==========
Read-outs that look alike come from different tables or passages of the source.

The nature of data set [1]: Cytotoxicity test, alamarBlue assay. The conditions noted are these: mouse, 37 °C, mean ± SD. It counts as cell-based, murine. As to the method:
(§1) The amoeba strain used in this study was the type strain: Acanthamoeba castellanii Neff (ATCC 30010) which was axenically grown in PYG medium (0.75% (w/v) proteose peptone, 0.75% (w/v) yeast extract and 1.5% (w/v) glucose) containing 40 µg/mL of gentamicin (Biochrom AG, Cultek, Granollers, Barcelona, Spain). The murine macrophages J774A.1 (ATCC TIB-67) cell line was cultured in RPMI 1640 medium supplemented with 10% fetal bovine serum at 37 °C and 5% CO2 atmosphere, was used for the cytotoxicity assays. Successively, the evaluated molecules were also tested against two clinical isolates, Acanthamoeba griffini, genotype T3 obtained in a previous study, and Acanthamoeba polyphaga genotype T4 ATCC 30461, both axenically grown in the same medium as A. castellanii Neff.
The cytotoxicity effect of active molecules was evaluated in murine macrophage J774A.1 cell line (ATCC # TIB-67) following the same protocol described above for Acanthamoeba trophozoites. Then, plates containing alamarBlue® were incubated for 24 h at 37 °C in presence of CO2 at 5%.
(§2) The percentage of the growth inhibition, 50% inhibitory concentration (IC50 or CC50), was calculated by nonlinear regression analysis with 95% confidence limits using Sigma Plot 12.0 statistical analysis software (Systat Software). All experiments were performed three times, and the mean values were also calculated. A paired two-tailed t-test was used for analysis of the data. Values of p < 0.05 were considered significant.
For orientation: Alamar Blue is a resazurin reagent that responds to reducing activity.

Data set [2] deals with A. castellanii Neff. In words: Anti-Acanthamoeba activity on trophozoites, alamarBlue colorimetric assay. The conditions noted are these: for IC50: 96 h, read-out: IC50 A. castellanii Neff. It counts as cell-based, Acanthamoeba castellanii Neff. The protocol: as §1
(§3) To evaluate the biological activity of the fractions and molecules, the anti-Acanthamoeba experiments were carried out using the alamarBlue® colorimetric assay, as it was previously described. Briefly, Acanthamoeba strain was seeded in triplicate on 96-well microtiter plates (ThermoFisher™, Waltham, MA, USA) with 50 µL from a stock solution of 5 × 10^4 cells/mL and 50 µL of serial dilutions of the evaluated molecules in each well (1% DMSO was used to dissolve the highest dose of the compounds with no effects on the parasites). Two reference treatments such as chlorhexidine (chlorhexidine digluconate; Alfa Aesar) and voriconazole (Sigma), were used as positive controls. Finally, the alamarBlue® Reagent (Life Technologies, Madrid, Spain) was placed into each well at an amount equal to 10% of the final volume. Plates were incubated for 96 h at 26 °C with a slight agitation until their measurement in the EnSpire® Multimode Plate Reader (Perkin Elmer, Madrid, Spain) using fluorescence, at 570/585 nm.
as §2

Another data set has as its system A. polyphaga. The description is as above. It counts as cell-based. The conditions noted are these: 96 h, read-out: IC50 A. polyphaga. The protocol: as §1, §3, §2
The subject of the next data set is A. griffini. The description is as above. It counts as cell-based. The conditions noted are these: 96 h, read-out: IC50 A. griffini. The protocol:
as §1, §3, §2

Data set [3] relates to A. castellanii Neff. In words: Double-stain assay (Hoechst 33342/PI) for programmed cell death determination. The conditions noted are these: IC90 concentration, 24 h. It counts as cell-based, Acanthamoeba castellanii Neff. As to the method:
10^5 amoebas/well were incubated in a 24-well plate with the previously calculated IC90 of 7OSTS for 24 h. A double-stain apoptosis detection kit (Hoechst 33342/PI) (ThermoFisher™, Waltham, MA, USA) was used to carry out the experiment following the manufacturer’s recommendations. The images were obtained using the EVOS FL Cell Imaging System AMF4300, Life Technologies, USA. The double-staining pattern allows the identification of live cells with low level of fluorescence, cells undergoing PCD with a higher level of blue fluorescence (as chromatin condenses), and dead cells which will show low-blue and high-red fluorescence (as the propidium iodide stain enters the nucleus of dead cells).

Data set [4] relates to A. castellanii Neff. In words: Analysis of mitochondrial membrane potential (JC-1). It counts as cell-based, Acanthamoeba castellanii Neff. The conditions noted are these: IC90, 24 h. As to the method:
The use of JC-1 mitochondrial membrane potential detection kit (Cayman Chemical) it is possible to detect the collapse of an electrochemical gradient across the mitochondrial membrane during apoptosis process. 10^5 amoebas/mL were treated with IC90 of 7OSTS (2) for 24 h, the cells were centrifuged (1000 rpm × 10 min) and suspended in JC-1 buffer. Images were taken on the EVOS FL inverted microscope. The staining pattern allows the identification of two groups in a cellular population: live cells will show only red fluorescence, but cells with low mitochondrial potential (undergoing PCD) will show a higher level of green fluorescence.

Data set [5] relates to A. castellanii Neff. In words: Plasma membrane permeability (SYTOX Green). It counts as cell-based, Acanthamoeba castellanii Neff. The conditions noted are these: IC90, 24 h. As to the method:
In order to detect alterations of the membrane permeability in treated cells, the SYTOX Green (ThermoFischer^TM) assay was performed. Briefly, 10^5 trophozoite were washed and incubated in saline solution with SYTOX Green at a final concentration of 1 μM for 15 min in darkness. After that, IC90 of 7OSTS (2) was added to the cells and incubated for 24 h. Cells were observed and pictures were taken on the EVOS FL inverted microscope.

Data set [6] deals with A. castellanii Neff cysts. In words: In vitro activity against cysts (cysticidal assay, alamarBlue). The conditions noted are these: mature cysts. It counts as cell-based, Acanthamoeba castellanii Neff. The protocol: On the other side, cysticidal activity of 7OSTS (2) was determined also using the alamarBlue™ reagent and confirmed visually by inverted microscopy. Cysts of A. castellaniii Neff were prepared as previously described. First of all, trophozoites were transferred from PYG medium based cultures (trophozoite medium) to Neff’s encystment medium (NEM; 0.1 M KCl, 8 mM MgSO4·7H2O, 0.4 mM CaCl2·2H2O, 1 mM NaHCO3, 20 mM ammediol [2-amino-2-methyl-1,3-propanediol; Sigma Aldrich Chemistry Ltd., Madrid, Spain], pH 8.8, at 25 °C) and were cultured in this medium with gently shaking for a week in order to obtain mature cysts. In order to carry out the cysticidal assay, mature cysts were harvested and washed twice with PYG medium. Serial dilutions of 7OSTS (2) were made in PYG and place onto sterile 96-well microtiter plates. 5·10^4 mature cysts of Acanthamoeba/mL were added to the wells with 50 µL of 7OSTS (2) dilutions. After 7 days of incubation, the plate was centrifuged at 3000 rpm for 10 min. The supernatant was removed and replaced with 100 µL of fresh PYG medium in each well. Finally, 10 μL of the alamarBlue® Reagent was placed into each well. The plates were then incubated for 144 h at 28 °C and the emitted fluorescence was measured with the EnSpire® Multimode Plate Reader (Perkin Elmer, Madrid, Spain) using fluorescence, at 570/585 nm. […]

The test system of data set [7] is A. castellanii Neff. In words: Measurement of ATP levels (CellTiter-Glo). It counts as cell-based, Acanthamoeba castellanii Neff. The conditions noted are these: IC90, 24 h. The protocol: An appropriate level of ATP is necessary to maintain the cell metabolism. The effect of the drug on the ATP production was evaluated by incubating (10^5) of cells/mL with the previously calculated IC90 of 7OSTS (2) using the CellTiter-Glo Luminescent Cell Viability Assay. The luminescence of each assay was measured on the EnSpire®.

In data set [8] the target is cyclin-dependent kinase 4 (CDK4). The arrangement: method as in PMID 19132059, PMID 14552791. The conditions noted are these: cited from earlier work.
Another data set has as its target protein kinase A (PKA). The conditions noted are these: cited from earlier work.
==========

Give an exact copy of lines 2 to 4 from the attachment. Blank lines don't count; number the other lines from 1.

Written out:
The nature of data set [1]: Cytotoxicity test, alamarBlue assay. The conditions noted are these: mouse, 37 °C, mean ± SD. It counts as cell-based, murine. As to the method:
(§1) The amoeba strain used in this study was the type strain: Acanthamoeba castellanii Neff (ATCC 30010) which was axenically grown in PYG medium (0.75% (w/v) proteose peptone, 0.75% (w/v) yeast extract and 1.5% (w/v) glucose) containing 40 µg/mL of gentamicin (Biochrom AG, Cultek, Granollers, Barcelona, Spain). The murine macrophages J774A.1 (ATCC TIB-67) cell line was cultured in RPMI 1640 medium supplemented with 10% fetal bovine serum at 37 °C and 5% CO2 atmosphere, was used for the cytotoxicity assays. Successively, the evaluated molecules were also tested against two clinical isolates, Acanthamoeba griffini, genotype T3 obtained in a previous study, and Acanthamoeba polyphaga genotype T4 ATCC 30461, both axenically grown in the same medium as A. castellanii Neff.
The cytotoxicity effect of active molecules was evaluated in murine macrophage J774A.1 cell line (ATCC # TIB-67) following the same protocol described above for Acanthamoeba trophozoites. Then, plates containing alamarBlue® were incubated for 24 h at 37 °C in presence of CO2 at 5%.